Two Senate Rising Stars Take On the Military

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United States Senator Joni Ernst (R-IA) adjusts her nameplate at the Senate Armed Services Committee in Washington January 21, 2015, the day after giving the Republican response to President Barack Obama's State of the Union Address. Gary Cameron/Reuters

Updated | Forget 2016. For a day or two, at least, political watchers got a taste of the more distant future, with two emerging female leaders from each party taking center stage in the Senate. A preview of a 2024 face-off, perhaps?

Freshman Republican Senator Joni Ernst of Iowa and second-term Democratic Senator Kirsten Gillibrand of New York both got a chance to push their policy priorities Tuesday with votes on their amendments to the National Defense Authorization Act, an annual bill that sets priorities and spending targets for the U.S. military.

Neither amendment survived—each failing to reach the once rare but now frequently invoked 60-vote threshold necessary to overcome a filibuster. But these women certainly aren't going anywhere.

Ernst was up first, with a hawkish proposal granting the U.S. government the power to provide weapons directly to Iraqi Kurdish groups fighting ISIS in Iraq. A member of the U.S. Army Reserves who saw combat in Iraq, Ernst was elected in November on a muscular defense platform, in part, and has already become a go-to voice for Republicans on security priorities and women's issues. Her first annual "roast and ride" event in Iowa earlier this month drew seven GOP presidential candidates and countless jokes about her longstanding claim that she castrated pigs on her family's farm and knows how to cut pork in Washington.

Ernst argued on the Senate floor Monday that her amendment "enhances the ability to fight our common enemy—an enemy who ultimately seeks to bring their terror here to our shores." And she insisted that it wouldn't harm Iraqi unity, contrary to claims from Iraq's central government, which wants to keep a hold on all arms transfers and lobbied heavily against the measure. The White House also opposed it.

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Senator Kirsten Gillibrand speaks to the media at a press conference outside the UN Headquarters in New York September 24, 2012. Andrew Kelly/Reuters

Ernst won the support of several other prominent Republican hawks, including 2016 contenders Senator Marco Rubio of Florida and Senator Lindsey Graham of South Carolina, who co-sponsored the amendment. Another presidential candidate, Kentucky Senator Rand Paul, bucked his isolationist reputation and voted for the measure as well, calling the Kurds "one of our closest allies in the Middle East," in a statement to the press. The amendment, however, fell six votes short, 54 to 45.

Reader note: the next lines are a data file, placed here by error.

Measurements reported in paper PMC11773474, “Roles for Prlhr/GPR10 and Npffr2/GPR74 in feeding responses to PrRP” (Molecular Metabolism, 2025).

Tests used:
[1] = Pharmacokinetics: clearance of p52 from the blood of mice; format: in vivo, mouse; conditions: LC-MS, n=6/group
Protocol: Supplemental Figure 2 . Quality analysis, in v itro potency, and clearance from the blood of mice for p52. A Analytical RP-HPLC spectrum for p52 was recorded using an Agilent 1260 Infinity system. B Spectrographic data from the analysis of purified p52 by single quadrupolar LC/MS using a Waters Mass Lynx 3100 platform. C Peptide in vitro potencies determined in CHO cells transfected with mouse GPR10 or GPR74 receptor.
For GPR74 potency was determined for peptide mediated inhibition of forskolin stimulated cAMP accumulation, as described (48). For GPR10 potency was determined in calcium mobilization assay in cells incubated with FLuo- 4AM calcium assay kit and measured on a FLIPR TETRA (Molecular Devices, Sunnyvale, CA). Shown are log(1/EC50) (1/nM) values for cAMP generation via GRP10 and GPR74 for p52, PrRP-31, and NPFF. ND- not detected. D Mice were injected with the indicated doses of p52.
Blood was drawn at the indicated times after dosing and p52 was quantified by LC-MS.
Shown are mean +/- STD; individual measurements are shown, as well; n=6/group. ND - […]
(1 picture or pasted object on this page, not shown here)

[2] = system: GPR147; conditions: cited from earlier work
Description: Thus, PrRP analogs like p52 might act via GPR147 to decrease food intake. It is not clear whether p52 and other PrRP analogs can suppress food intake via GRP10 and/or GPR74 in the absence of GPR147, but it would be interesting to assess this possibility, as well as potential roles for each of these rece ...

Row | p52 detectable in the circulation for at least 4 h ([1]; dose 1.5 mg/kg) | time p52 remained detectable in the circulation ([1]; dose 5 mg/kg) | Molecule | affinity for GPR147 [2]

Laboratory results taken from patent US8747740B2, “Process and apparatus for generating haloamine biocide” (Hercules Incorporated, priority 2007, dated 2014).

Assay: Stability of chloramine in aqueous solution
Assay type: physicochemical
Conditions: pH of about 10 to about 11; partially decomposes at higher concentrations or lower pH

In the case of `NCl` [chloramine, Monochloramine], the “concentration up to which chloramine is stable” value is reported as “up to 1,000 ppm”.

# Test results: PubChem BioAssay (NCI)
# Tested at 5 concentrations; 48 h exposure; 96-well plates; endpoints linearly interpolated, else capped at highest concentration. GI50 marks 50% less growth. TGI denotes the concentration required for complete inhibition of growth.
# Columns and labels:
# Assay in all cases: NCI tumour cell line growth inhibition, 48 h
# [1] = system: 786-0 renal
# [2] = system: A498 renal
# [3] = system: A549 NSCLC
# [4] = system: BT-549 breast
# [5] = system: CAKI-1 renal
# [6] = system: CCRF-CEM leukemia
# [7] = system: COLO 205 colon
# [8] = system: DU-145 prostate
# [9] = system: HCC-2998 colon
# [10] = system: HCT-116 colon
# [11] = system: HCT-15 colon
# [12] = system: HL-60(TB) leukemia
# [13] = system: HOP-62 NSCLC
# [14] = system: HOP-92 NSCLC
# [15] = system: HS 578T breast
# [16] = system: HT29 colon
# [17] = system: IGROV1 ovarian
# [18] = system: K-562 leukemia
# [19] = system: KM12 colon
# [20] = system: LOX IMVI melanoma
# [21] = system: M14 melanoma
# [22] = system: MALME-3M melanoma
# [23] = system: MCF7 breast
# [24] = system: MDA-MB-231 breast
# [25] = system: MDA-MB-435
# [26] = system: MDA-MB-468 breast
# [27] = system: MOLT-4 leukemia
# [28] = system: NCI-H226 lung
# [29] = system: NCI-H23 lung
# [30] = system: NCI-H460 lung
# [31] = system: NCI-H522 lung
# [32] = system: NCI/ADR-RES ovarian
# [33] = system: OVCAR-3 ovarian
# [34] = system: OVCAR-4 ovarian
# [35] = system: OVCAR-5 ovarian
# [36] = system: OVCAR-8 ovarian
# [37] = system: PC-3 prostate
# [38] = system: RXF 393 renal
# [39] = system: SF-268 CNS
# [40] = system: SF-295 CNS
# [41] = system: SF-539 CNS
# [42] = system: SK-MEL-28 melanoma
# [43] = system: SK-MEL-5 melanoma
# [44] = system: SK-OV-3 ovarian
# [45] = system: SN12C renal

Gillibrand's amendment also challenged administration orthodoxy, but from a different angle. Since being appointed to the Senate to replace Hillary Clinton in 2009, the 48-year-old attorney has carved out a niche as an advocate for women and families. And her name was floated as a possible 2016 candidate had Clinton, a political mentor, not run.

Gillibrand has become a particularly vocal critic of the military's failures to combat sexual assault in its ranks. Her proposed amendment required those cases to be handled by a military prosecutor, outside the accuser's chain of command. Gillibrand believes that's necessary to encourage more victims to report the crime, without a fear of retaliation. In the U.S. military, "a sexual assault survivor is 12 times more likely to suffer retaliation than see their offender get convicted for a sex offense," she noted on the Senate floor on Monday. Her position has put her at odds with the military, which has favored keeping the investigation and prosecution of such charges within the chain of command. Others on the Senate Armed Services Committee, including Republican Chairman John McCain and Missouri Democrat Claire McCaskill, continue to oppose the measure, as does the military. McCaskill argues that it would actually make it harder to tackle military sexual assault.

While her amendment got fewer votes Tuesday than it did last year (the tally was 50 to 49 this time), Gillibrand and an eclectic coalition of allies promised it would not be the end of the debate. "This is a question of when, not if," she told reporters after the vote Tuesday, flanked by veteran Republican Senator Chuck Grassley of Iowa, Tea Party favorite Senator Ted Cruz of Texas and maverick Oregon Democrat Ron Wyden. "We are not going away."

Cruz isn't the only 2016 candidate who backed Gillibrand's proposal. Paul is also a co-sponsor, as is independent Vermont Senator Bernie Sanders, who is running for the Democratic nomination. And Cruz pointed out on Tuesday that "change is coming in January 2017, when a new commander in chief will be sworn into office."

In a rare flash of bipartisanship, he also heaped praise on his Democratic colleague. "I commend the incredible heroism of Senator Gillibrand," Cruz said. "She has led this fight tenaciously in the well of the Senate."

Update: This piece was updated to reflect the reason behind Sen. McCaskill's opposition to Sen. Gillibrand's amendment.